The Little Lantern of the World
June 30, 2010 9:09 PM Subscribe
Nabokov in Berlin.
posted by VikingSword (6 comments total)
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'Vladimir Nabokov was starting his career as a writer when he found himself in Berlin. "It is clear, for one thing, that while a man is writing, he is situated in some definite place; he is not simply a kind of spirit, hovering over the page...Something or other is going on around him." The short 1934 novel Despair from which this quote comes is already heavily self-ironising compared with the stories of the previous decade. But like them it is studded with incidental Berlin experiences, from the shape of the city's S-Bahn train line on the map to the comedy of a German misspeaking English. "I suppose only the pest. The chief thing by me is optimismus." If Nabokov's Berlin was in his head, it was nevertheless not invented.'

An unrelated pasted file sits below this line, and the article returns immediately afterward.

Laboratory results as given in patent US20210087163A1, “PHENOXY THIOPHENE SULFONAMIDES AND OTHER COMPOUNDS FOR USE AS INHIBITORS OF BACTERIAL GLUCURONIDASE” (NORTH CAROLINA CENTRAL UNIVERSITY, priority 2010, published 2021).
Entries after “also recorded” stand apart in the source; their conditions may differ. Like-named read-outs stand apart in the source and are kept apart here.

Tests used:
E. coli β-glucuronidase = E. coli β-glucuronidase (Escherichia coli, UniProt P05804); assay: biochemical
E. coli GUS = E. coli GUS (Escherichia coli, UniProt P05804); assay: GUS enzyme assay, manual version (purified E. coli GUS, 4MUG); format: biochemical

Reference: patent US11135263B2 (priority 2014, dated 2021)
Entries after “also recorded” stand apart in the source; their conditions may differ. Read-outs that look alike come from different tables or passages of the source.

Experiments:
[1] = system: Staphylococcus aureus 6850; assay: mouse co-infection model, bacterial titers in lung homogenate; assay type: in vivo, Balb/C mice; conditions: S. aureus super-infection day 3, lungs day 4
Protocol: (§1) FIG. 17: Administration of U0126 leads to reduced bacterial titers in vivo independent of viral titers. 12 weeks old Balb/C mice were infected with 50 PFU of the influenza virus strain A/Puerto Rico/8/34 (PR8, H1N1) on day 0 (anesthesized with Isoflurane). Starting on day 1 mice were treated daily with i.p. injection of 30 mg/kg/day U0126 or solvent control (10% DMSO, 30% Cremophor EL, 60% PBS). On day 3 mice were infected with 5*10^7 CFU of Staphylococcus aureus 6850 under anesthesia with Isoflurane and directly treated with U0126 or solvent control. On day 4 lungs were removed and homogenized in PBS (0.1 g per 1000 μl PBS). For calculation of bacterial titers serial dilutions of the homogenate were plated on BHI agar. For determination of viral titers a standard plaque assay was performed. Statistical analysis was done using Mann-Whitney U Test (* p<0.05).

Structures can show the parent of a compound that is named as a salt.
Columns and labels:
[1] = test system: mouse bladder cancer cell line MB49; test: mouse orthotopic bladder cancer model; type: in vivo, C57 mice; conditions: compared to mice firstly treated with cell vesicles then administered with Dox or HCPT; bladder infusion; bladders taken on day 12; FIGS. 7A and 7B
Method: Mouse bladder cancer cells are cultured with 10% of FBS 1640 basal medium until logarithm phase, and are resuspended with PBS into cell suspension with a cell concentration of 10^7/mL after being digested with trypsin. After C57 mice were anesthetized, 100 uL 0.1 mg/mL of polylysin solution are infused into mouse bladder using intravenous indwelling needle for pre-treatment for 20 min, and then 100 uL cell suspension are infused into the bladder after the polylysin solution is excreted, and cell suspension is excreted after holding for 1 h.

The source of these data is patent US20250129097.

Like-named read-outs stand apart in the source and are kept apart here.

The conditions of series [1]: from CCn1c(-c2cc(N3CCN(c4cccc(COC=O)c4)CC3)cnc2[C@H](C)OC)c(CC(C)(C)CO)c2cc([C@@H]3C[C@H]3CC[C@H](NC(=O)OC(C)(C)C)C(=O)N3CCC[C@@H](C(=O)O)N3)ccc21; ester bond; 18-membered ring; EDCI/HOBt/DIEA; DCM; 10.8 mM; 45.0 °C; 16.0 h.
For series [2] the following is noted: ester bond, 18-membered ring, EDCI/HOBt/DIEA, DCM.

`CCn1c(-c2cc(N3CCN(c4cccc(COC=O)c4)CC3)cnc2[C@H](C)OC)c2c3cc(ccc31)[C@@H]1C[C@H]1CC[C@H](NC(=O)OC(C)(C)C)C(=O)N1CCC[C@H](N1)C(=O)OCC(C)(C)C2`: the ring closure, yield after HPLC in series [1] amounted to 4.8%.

'Perhaps tying works of art to their originating topography is vulgar and needs to be kept discreet. But history needs Nabokov. During the artistically formative years, he lived here in the 1920s and 1930s, he peerlessly described how Berlin's 300,000 Russian émigrés endured life after the Bolshevik Revolution. A city "swarming with ragamuffins" (Despair) and here and there "an urban vagabond with an early evening thirst" (The Fight, 1925). Here were thousands of lonely people haunted by poverty and nostalgia. Divorce or widowhood sealed their fate.'